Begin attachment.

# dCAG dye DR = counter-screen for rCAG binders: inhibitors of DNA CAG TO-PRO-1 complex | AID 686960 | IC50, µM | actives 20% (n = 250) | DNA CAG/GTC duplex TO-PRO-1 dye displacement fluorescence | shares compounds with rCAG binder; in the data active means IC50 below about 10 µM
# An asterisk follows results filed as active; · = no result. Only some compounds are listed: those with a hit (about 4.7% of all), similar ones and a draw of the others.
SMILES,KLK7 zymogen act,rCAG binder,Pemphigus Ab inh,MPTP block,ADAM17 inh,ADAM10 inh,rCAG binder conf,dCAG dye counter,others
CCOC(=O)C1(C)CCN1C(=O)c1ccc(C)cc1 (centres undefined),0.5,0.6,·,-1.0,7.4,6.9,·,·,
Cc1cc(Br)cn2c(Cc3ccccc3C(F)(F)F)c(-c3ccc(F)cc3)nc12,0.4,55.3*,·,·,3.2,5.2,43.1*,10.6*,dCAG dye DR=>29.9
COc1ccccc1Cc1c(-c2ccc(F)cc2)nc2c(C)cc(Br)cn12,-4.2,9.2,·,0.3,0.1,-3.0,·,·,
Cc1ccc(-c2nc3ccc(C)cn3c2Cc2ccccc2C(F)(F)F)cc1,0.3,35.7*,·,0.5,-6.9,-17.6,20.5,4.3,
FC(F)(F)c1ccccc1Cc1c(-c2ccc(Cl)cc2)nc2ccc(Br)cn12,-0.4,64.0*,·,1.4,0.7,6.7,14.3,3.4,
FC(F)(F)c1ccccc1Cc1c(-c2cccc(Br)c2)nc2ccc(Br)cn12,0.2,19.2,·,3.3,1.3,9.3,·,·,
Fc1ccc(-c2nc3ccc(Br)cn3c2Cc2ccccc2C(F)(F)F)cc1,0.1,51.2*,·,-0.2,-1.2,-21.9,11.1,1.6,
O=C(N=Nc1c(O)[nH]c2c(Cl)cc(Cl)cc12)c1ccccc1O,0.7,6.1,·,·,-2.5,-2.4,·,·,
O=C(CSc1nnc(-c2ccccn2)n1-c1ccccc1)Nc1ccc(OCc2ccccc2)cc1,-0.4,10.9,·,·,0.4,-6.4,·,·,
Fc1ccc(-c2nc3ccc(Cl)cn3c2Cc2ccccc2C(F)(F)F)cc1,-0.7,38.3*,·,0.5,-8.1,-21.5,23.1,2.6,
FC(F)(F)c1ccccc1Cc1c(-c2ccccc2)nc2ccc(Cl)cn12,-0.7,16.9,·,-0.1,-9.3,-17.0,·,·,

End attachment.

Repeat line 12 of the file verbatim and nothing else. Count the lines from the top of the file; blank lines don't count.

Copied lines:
O=C(CSc1nnc(-c2ccccn2)n1-c1ccccc1)Nc1ccc(OCc2ccccc2)cc1,-0.4,10.9,·,·,0.4,-6.4,·,·,